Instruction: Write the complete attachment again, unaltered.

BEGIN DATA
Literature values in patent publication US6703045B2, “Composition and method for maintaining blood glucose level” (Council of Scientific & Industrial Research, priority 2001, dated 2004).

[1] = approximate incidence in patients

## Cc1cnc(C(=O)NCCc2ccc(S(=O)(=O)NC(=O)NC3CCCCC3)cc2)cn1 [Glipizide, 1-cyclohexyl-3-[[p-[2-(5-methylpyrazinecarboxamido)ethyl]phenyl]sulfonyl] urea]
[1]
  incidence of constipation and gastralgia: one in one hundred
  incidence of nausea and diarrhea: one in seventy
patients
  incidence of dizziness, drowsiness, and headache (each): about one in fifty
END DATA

Literature values in patent publication US6703045B2, “Composition and method for maintaining blood glucose level” (Council of Scientific & Industrial Research, priority 2001, dated 2004).

[1] = approximate incidence in patients

## Cc1cnc(C(=O)NCCc2ccc(S(=O)(=O)NC(=O)NC3CCCCC3)cc2)cn1 [Glipizide, 1-cyclohexyl-3-[[p-[2-(5-methylpyrazinecarboxamido)ethyl]phenyl]sulfonyl] urea]
[1]
  incidence of constipation and gastralgia: one in one hundred
  incidence of nausea and diarrhea: one in seventy
patients
  incidence of dizziness, drowsiness, and headache (each): about one in fifty